Tom Cotton slams 'reporters and activists in white lab coats' for dismissing lab-leak theory

Sen. Cotton demands answers from the NIH regarding COVID-19 origin

Sen. Tom Cotton, R-Ark., discussed a letter he and six other senators sent to Dr. Francis Collins, the director of the National Institutes of Health (NIH), three days before requesting information on gain of function research.

Sen. Tom Cotton, R-Ark., criticized “reporters [and] activists in white lab coats” for dismissing a theory linking the origins of COVID-19 to a Wuhan, China-based virology lab.

Cotton and other Republican lawmakers including Sen. Ted Cruz, R-Texas, faced backlash from reporters and pundits in 2020 after highlighting the theory as a potential explanation for how the virus that shut down countries across the globe began in Wuhan.

But reporters and outlets are now walking back their initial dismissals of the theory after officials revealed over the weekend that several workers at the Wuhan Institute of Virology fell ill in mid-November 2019, about a month before the first COVID-19 case was reported in the Chinese city. 

“The lab-leak hypothesis was always reasonable, but reporters & activists in white lab coats nonetheless spent the better part of a year denouncing it as a ‘conspiracy theory,’” Cotton tweeted late Tuesday. “They were wrong. But that’s not what’s most important now. What’s important is truth & accountability.”

Cotton directed his followers to a Sunday Wall Street Journal report citing previously undisclosed U.S. intelligence documents that found some of the Wuhan Institute of Virology workers who fell ill in 2019 required hospital care, lending weight to what some have dubbed the “lab-leak theory.”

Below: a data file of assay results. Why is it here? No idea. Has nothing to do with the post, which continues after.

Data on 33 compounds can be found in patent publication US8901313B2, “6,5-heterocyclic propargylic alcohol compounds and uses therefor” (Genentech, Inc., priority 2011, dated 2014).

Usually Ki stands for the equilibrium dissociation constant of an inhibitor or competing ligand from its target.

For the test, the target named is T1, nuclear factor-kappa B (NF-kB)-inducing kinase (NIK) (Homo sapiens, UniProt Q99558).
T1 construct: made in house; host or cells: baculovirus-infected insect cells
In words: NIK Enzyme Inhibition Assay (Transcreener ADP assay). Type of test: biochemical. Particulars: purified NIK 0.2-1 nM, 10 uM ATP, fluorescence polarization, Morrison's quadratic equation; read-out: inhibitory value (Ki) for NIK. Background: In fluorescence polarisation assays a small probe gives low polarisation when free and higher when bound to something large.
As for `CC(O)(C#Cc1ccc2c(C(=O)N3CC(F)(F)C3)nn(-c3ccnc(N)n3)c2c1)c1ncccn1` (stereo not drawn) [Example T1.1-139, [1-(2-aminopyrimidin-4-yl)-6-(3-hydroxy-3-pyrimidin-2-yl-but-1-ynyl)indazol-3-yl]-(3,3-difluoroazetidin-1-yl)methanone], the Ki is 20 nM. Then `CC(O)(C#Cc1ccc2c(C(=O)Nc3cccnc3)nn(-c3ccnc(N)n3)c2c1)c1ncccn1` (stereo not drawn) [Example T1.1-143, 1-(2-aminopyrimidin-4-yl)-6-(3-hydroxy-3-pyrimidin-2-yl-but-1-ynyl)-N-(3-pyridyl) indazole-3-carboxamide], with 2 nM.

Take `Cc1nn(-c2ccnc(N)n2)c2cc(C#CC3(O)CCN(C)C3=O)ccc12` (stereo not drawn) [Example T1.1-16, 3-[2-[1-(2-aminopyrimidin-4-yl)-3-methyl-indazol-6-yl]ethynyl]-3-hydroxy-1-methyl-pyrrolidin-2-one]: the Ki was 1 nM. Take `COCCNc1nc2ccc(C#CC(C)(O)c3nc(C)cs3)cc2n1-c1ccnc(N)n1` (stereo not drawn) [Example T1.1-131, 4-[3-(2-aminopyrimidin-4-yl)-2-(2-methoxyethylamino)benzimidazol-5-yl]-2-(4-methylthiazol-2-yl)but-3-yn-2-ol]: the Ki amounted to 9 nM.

He also pointed to a Hudson Institute event in which fellows and journalists discussed the origins of the virus and reports detailing unsafe conditions of the Wuhan virology lab.

He added that the U.S. needs to open a “full, impartial investigation” into COVID-19’s origins with a focus on “Wuhan labs.”

‘The Wuhan Institute of Virology [and] Wuhan CDC need to open their doors [and] databases for a full audit of their research—especially dangerous gain-of-function research,” he tweeted. “The [Chinese Communist Party] needs to stop obstructing investigators, destroying evidence, and telling ridiculous lies.”

One State Department official who spoke to Fox News and worked at the State Department during the Trump administration claimed to have been in touch with foreign government contacts when Wuhan lab workers first became sick and said colleagues also had been in communication with contacts about the issue. 

The State Department told Fox News it would not comment on “purported intelligence matters.”

The State Department acknowledged in January 2021 the “United States government has reason to believe that several researchers inside the WIV became sick in autumn 2019.” It found that they’d experienced symptoms consistent with both COVID-19 “and common seasonal illness.”

The Wuhan Institute of Virology, which is one of China’s top virus research labs, built an archive of genetic information about bat coronaviruses after the 2003 outbreak of Severe Acute Respiratory Syndrome and has faced criticism over its transparency throughout the pandemic.

The Journal reported that the veracity of the intelligence is being debated by current and former officials. At least one told the paper that further analysis is needed since the evidence was provided by foreign contacts. Another source told the paper that the evidence seems to be spot on and “was of exquisite quality.”

The paper reported that China has denied any allegation that the virus was somehow leaked from the lab. China accused the U.S. on Sunday of continuing its effort to “hype the lab leak theory.”

Fox News’ Edmund DeMarche and Rich Edson contributed to this report.

Source: Read Full Article